Of late, Sardar Patel has come back into the political discourse. There is no question that among the amazing galaxy of leaders in his team, the Sardar and Nehru were the two closest political associates of Mahatma Gandhi. However, it is also clear that the decision to choose Nehru as the first prime minister was taken by Mahatma Gandhi himself. It was not as if it was a party decision; it was Gandhiji who, as the unquestioned leader of the freedom movement, took all the major decisions. He rightly realised that although the Sardar was senior in age and experience, he was much older and did not have the vitality, charisma and international prestige that the younger man enjoyed. Prescient as he was, he had decided well before Independence that Nehru was the one who would take over as prime minister when the British left, which was why Nehru became the head of the first interim government in coalition with the Muslim League in 1946, and remained prime minister from 1947 for 17 years until 1964, while the Sardar passed away in 1950.
The fact that Gandhiji chose Jawaharlal Nehru, first over Subhas Chandra Bose and later over Sardar Patel, in no way detracts from the stature of those two great leaders. Netaji’s heroic role in raising the Indian National Army and infusing a new revolutionary spirit into the freedom movement will always be remembered with pride. As far as the Sardar is concerned, he achieved a task the like of which had never before been attempted in world history. He succeeded in integrating over 500 Indian states and principalities into a united India with the consent and cooperation of the princes themselves, except in the cases of Hyderabad and Junagarh. The peaceful transition from feudalism to democracy laid the solid foundation of Indian unity, and this is an achievement for which the entire nation, regardless of party affiliation, will remain eternally indebted to Sardar Vallabhbhai Patel, rightly called the Iron Man of India.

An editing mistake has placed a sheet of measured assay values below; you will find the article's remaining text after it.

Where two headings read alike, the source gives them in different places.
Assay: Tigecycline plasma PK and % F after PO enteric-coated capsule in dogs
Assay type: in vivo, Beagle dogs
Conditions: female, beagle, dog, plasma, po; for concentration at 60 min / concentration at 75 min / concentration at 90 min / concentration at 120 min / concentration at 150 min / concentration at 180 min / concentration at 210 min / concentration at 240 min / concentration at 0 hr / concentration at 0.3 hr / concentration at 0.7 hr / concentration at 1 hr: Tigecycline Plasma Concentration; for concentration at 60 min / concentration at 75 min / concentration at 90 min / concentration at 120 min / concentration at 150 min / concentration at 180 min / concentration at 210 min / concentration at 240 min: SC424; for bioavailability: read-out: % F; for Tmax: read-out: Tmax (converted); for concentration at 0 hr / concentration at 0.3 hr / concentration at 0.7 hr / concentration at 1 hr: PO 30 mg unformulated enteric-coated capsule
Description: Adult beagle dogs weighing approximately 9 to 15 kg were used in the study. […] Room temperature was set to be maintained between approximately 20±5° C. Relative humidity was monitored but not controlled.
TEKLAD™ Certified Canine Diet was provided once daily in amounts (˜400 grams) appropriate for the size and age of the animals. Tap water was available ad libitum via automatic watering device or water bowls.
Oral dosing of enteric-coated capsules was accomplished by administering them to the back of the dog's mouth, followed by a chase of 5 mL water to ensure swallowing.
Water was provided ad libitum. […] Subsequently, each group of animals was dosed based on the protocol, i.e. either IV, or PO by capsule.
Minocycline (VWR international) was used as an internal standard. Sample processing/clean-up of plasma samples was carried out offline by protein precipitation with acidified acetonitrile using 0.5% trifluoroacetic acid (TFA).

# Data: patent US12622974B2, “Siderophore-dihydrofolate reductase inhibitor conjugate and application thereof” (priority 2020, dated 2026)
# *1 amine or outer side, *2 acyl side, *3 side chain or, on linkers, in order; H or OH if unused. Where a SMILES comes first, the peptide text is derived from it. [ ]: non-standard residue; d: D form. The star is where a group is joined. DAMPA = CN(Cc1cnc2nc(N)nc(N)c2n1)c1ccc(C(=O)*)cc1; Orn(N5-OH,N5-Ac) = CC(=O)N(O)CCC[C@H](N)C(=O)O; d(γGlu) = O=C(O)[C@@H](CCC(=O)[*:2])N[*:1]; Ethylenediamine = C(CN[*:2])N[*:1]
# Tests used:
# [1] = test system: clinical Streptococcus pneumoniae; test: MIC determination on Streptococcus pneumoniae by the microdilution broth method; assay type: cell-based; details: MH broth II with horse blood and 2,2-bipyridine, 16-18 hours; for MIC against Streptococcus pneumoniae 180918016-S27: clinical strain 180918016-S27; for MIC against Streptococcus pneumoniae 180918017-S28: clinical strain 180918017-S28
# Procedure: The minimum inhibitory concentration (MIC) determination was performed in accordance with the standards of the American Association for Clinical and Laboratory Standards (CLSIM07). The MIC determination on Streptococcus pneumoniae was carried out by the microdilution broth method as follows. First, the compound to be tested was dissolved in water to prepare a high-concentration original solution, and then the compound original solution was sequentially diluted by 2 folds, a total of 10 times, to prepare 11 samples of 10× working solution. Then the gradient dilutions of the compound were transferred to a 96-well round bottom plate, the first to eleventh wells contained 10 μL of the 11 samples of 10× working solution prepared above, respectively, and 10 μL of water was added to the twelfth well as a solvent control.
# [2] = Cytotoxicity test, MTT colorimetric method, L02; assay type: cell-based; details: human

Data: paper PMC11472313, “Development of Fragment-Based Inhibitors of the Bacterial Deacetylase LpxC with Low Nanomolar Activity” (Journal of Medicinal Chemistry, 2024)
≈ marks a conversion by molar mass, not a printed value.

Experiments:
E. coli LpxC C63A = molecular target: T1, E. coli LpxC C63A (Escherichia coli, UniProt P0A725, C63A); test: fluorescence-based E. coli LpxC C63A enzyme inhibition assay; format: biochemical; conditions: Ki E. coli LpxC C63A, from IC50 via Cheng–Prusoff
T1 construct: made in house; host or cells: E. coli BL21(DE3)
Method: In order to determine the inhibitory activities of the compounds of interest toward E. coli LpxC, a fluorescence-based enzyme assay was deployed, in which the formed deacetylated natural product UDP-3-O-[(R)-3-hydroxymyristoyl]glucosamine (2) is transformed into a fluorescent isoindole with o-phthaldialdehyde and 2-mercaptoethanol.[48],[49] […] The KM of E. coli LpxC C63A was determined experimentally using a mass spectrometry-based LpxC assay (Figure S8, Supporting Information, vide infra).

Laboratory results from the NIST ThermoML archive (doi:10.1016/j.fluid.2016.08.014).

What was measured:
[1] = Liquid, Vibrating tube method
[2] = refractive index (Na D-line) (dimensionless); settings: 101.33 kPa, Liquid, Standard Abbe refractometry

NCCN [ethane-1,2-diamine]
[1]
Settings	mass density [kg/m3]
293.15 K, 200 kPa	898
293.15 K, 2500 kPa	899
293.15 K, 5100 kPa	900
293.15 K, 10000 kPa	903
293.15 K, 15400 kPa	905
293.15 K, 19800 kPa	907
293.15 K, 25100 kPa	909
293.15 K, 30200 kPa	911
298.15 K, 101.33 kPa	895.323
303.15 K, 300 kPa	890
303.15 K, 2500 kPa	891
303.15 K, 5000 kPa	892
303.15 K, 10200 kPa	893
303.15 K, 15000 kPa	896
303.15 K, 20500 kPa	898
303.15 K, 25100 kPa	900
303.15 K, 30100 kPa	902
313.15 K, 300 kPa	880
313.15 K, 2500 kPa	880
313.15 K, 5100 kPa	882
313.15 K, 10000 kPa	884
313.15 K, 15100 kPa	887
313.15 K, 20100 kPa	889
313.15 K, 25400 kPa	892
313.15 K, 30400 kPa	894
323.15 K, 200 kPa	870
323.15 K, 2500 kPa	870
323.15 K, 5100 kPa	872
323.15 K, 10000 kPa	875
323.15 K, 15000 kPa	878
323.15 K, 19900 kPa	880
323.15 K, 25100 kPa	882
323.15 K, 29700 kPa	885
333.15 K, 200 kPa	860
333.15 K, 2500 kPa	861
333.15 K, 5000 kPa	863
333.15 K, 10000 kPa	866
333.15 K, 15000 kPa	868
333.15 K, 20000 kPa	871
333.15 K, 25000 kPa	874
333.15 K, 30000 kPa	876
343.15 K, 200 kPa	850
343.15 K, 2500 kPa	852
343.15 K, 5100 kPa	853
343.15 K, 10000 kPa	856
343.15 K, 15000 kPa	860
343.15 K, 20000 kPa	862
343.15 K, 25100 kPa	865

October 19th, 2013
A film on my vision and beliefs by filmmaker Raja Chouhury entitled “I Believe: Universal Values for a Global Society” can now be seen free online at Youtube.com and watched here as well.
October 19th, 2013
‘Ship of Theseus’, ‘Bhaag Milkha Bhaag’ and ‘The Light’ offer new ways of seeing.
I am not a frequent film goer and, in fact, see most of my films during long international flights. However, recently I had occasion to see three quite remarkable films in Delhi theatres. The first was the Ship of Theseus. This is a triptych of three apparently unconnected episodes, one dealing with a blind girl who has her eyes replaced; the other with a Jain monk who, on the verge of starvation, finally agrees to a liver transplant; and the third of a kidney transplant patient and his efforts to find the donor. All three episodes are beautifully filmed and brilliantly acted by a largely unknown cast. There are some striking aerial scenic shots, including some taken in Sweden. The blind girl, who, despite her disability, had taken to photography, finds herself disoriented when her sight is restored. The Jain monk goes through terrible suffering and deprivation because he refuses to take medicine based on animal-testing. The third episode deals with the response of a kidney transplant patient to the challenges he faces. It is only in the last five minutes that we learn the connection between these three episodes.